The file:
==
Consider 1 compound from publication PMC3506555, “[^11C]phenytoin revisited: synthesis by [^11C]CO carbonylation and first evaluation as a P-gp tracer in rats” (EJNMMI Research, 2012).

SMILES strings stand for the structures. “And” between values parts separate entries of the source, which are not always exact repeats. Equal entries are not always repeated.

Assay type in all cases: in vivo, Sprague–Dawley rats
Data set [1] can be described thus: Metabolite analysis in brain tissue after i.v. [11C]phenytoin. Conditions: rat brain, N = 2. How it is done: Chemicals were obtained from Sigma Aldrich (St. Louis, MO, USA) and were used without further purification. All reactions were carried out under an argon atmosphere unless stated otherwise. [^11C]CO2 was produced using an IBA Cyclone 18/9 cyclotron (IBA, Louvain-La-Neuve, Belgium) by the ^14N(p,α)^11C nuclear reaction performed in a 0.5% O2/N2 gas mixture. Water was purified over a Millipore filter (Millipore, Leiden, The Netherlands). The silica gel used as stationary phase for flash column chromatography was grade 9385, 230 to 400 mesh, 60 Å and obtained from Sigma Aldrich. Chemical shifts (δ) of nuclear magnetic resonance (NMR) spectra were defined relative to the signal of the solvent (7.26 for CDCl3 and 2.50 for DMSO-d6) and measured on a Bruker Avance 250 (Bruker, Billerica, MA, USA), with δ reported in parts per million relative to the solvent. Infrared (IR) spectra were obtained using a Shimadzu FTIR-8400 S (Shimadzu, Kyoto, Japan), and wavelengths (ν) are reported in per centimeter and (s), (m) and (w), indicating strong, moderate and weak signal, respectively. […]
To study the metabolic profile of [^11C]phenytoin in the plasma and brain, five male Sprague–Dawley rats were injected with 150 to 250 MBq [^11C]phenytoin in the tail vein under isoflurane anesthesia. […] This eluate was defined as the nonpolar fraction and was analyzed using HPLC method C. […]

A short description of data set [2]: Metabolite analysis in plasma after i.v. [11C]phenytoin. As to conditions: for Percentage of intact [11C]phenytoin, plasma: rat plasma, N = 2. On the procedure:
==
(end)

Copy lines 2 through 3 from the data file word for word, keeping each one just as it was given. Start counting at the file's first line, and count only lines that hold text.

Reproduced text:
SMILES strings stand for the structures. “And” between values parts separate entries of the source, which are not always exact repeats. Equal entries are not always repeated.

Assay type in all cases: in vivo, Sprague–Dawley rats